Third Front formed two weeks ago as alternative to Congress and BJP disbands after differences over seat sharing.
Indian voters lose ‘third option’ for general election
NEW DELHI // A rag-tag coalition of regional political parties and leftists aimed to give Indian voters a viable alternative at upcoming parliamentary elections.
But the Third Front, as the group was known, disbanded on Monday just two weeks after its founding, ending a brief attempt at altering India’s political landscape.
Ahead of the May vote, the Third Front’s demise underscores the hold India’s two main political parties, the Congress and the Bharatiya Janata Party (BJP), have over politics.
On February 25, Prakash Karat, the general secretary of the Communist Party of India (Marxist), announced the formation of the 11-party Third Front.
“We need an alternative,” Mr Karat said, outlining why he believed Indian voters want a different choice at the polls.
The Congress, which has headed the government for two consecutive five-year terms, is under fire and expected to fare poorly in the election.
Mr Karat cited “misrule, massive corruption” and “unprecedented price rises” as reasons to remove the Congress from power.
On the other hand, Narendra Modi, the BJP’s prime ministerial candidate and the chief minister of the western state of Gujarat, is a polarising figure known as a Hindu nationalist.
Mr Modi’s critics have accused him of failing to stop, or even abetting, anti-Muslim riots in Gujarat in 2002, which left up to 2,000 people dead.
Mr Modi’s candidature “challenges the very secular edifice of our state and society”, Mr Karat said.
But mere opposition to the Congress and the BJP was not enough to foster a coherent ideology for the Third Front, said Peer Mohamed, a Chennai-based political analyst.
“Parties from different parts of India have different compulsions, and it will be difficult for such parties to build consensus upon issues,” Mr Mohamed told The National.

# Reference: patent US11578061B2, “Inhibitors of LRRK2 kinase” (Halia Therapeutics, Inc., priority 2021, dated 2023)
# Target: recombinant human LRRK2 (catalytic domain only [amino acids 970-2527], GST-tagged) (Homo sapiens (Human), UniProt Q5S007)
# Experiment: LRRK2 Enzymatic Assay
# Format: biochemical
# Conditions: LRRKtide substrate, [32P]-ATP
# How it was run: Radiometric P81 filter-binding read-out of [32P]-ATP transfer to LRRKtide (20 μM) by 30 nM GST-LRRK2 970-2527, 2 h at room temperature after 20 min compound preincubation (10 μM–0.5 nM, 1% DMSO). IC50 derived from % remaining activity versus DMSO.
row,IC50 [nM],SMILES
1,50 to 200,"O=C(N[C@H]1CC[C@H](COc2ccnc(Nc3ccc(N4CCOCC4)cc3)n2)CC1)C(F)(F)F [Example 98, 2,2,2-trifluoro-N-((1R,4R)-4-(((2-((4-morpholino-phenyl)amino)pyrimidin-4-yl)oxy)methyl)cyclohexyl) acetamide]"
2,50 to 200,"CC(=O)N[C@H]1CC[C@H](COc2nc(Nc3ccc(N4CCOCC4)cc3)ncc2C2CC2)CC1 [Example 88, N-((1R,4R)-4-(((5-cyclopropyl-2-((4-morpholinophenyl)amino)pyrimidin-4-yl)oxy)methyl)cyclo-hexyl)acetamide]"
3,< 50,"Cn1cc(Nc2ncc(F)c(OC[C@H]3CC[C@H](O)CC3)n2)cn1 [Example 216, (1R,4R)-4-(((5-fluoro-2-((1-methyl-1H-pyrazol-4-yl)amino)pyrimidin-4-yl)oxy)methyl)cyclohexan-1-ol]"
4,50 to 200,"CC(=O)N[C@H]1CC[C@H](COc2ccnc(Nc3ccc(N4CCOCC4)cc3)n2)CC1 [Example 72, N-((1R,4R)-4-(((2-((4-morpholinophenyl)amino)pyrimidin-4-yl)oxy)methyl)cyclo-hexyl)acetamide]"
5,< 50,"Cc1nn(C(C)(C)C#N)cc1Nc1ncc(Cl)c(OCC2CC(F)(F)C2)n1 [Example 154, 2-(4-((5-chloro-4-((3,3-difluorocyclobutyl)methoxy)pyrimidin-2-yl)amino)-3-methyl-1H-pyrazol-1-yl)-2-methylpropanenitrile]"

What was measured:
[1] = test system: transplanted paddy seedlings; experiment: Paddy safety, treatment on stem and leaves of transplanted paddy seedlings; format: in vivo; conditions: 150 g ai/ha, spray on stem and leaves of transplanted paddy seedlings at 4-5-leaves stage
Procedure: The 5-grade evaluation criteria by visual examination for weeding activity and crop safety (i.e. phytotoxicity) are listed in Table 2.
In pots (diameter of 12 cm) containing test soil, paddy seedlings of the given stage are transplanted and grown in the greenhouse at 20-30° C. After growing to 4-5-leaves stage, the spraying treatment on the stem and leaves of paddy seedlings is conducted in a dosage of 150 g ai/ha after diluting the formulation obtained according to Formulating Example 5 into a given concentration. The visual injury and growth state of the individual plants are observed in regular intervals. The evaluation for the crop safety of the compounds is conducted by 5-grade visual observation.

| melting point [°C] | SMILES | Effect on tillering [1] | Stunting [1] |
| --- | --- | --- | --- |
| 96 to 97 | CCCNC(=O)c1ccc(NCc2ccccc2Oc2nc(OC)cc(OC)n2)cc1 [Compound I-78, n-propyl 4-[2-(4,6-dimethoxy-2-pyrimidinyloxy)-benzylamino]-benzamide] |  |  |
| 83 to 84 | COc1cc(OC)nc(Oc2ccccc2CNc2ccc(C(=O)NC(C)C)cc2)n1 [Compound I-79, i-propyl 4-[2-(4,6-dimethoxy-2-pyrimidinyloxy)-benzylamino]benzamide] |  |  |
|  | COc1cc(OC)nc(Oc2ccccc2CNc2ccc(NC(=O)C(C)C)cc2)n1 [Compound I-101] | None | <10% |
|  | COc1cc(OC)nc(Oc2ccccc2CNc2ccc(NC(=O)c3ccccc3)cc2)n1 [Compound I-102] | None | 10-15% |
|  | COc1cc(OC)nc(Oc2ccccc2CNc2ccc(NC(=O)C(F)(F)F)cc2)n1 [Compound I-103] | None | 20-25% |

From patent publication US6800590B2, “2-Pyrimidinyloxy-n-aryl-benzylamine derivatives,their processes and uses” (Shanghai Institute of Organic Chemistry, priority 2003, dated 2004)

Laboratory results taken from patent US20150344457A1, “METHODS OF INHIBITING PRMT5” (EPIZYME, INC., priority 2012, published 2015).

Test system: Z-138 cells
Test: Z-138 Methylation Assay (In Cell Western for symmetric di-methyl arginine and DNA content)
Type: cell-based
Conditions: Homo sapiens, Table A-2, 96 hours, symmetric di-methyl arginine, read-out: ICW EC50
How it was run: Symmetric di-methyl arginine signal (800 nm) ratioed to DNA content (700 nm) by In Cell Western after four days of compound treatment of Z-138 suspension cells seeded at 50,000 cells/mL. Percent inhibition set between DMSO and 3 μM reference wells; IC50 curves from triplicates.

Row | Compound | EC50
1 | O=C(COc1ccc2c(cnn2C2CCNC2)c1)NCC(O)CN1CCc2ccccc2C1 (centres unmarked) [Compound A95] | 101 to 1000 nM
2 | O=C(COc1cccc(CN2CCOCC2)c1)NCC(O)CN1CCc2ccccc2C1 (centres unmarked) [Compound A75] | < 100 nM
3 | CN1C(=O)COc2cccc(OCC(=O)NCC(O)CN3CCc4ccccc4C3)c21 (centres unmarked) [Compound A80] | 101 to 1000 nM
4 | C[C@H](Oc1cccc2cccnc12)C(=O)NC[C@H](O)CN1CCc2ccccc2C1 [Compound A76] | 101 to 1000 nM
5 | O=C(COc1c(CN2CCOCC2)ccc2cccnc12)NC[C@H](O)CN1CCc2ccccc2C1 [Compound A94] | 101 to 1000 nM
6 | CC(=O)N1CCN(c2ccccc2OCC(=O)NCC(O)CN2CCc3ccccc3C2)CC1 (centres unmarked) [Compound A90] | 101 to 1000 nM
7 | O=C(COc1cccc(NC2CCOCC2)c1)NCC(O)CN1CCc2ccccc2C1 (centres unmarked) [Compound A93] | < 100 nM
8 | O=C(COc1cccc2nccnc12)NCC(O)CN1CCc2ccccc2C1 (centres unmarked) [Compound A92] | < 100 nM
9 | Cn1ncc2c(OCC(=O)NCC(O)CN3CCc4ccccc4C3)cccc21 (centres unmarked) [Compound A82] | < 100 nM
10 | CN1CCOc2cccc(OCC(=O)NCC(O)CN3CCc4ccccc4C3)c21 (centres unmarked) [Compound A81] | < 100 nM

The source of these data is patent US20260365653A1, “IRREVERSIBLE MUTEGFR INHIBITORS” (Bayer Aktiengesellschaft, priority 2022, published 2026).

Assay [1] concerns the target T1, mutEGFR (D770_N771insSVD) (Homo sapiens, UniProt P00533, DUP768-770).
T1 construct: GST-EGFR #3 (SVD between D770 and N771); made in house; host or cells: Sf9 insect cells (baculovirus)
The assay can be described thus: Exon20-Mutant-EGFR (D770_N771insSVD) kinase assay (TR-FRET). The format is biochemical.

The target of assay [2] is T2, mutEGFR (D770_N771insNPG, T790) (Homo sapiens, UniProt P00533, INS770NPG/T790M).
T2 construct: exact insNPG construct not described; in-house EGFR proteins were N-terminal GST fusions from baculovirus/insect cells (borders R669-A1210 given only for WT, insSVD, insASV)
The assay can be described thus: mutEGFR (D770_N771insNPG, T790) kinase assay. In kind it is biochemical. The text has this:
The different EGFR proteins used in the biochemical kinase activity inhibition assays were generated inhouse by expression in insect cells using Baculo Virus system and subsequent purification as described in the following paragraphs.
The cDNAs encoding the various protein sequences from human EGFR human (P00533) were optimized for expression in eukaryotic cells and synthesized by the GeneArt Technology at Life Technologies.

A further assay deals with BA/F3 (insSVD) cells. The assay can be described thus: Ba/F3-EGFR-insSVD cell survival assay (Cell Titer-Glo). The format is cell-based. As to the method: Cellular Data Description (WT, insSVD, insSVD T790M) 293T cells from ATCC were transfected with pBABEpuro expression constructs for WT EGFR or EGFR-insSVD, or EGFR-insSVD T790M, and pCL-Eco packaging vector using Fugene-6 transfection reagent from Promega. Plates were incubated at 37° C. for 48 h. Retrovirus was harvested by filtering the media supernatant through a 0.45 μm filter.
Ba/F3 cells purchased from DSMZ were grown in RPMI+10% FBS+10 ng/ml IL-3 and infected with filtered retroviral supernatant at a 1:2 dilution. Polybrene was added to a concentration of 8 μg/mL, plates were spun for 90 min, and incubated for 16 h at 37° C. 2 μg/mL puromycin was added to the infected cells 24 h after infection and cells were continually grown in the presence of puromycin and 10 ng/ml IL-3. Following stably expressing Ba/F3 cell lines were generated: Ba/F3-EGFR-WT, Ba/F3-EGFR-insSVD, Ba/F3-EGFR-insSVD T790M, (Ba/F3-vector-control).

Along with the lack of a clear message, the Third Front’s choice for prime minister was also unclear.
The group included a number of strong regional leaders, all of whom wanted the position. This made the Third Front was vulnerable to infighting and confusion.
There have been previous attempts at forming alternative political groups in India.
The most successful was in 1996, when a United Front coalition with 192 seats, cobbled together after the election, formed the government with outside support from the Congress. It fell in less than a year, after the Congress withdrew its support.
In the 2009 elections, another alternative coalition, also called the Third Front, fared poorly in elections, losing 20 of the 98 seats it had held previously. Two of its eight parties then broke away and chose to provide outside suport to Congress.
The first cracks in the most recent incarnation of the Third Front emerged last week over seat-sharing squabbles in Tamil Nadu between the Left and the All India Anna Dravida Munnetra Kazhagam (AIADMK). The AIADMK currently heads the government in the southern state.
The disintegration of the group became official on Monday, when the Samajwadi Party, the Janata Dal (United) and the Left parties decided to field their own candidates wherever they chose in the state of Uttar Pradesh. The parties had been unable to agree upon a way to divide up the parliamentary seats in the state between the coalition’s major members.
“It was decided that, rather than a pre-poll alliance, the members of the Third Front will join hands after the elections,” Girish, a secretary of the Communist Party of India, who uses only one name, said on Monday.
Even before the break-up of the Third Front, the Congress and the BJP had been scathing in their assessments.
“The Third Front will make India third-rate,” Mr Modi told a rally in Kolkata last month.
The Congress’s Manish Tewari, currently information and broadcasting minister, said the idea of such political alternatives was “the most enduring mirage of Indian politics”.
If the Third Front had stayed united, it might have won as many as 150 seats in the Lok Sabha, the lower house of India’s parliament, this year, Mr Mohamed said.
The Third Front’s 11 parties held 92 of the 545 seats in the current Lok Sabha.
Mr Mohamed said state-level parties such as the AIADMK and the Samajwadi Party had grown increasingly influential in national politics over the past two decades.
Members of the disbanded Third Front might yet be crucial in deciding who finally comes to power, if the contest between the Congress and the BJP is a tight one, he said
“If the Congress or the BJP crosses 150 seats, then it’s highly likely that they’ll try to poach parties from the Third Front,” Mr Mohamed said.
“Then it just becomes about the politics of convenience and about the temptation of power. It has happened before, and it may well happen again.”